The central objective of this partnership between Emory and Eigen is to translate our PET/ultrasound fusion targeted biopsy technology into a commercially supported platform for improving the detection of prostate cancer. It has been reported that the long-term prostate cancer specific survival of patients initially managed with active surveillance (AS) or watchful waiting for low-risk prostate cancer ranges from 97% to 100%. However, among all men with indolent prostate cancer, the rate of aggressive treatment is as high as 64.3%. The costs for the treatment are $12 billion each year in the USA. One reason for aggressive treatment is due to the fact that the current standard diagnosis with transrectal ultrasound guided biopsy can miss up to 30% of cancers. A major concern for active surveillance is the risk of high-grade cancer that may be missed by the current diagnosis. There are unmet clinical needs to develop innovative imaging technology that can improve the detection rate and distinguish aggressive cancer, which requires treatment, from the non-aggressive disease, which can be well-managed with active surveillance. PET with new molecular imaging tracers has shown promising results for the detection of prostate cancer. For example, 68Ga-PSMA PET can detect lesions characteristic for prostate cancer at low prostate specific antigen level. In our preliminary study, 18F-FACBC PET showed higher focal uptake in tumor foci than in normal prostate; and the standard uptake value of FACBC significantly correlated with Gleason score. Hence, PET molecular information is useful to identify and target the suspicious high-risk cancer lesions for biopsy. For this purpose, we built a PET/ultrasound fusion targeted biopsy system that is able to obtain 3D ultrasound data and fuse them with PET/CT images. As a result, a suspicious PET lesion is superimposed over the ultrasound data; and the fused image is then used to direct biopsy needles to targets. The PET/ultrasound targeted biopsy technology can be used to identify those AS patients who have high-risk cancers but are missed by standard TRUS-guided biopsy. We hypothesize that PET/ultrasound fusion targeted biopsy can detect more clinically significant cancers than the standard transrectal ultrasound (TRUS) guided biopsy in AS patients. This partnership will focus on the technology development and translation. Advanced learning-based segmentation and deformable registration methods will be developed and integrated into Eigen's Artemis and ProFuse systems. The PET/ultrasound targeted biopsy system will be tested with two new PET tracers in AS patients. The approach will be applicable to any other PET probe. With this device, histology will be correlated with molecular image characteristics, which may correlate to low vs high risk, at a high degree of certainty. The new PET/ultrasound fusion method can be readily disseminated to our 55 existing sites. The technology will provide clinicians a new imaging tool to select millions of low-risk prostate cancer patients for active surveillance instead of unnecessary treatment, therefore may help save billions of dollars in treatment costs.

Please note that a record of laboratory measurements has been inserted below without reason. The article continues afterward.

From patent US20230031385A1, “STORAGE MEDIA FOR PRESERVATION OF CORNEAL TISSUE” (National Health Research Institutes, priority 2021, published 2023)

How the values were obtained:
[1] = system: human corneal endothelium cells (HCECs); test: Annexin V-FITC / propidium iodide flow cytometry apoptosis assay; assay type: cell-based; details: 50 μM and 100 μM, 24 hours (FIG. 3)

Public Health Relevance

Through this academic-industrial partnership between Emory and Eigen, we will combine highly sensitive PET molecular imaging with real-time ultrasound for the management of prostate cancer patients on active surveillance. We will integrate our PET/ultrasound fusion targeted biopsy technology into a commercially supported platform and will provide an innovative imaging tool for clinicians to select and monitor patients with low-risk prostate cancer for active surveillance instead of unnecessary treatment and thus help save billions of dollars in treatment costs.

National Institute of Health (NIH)
National Cancer Institute (NCI)
Research Project (R01)
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Special Emphasis Panel (ZRG1)
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Baker, Houston
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Emory University
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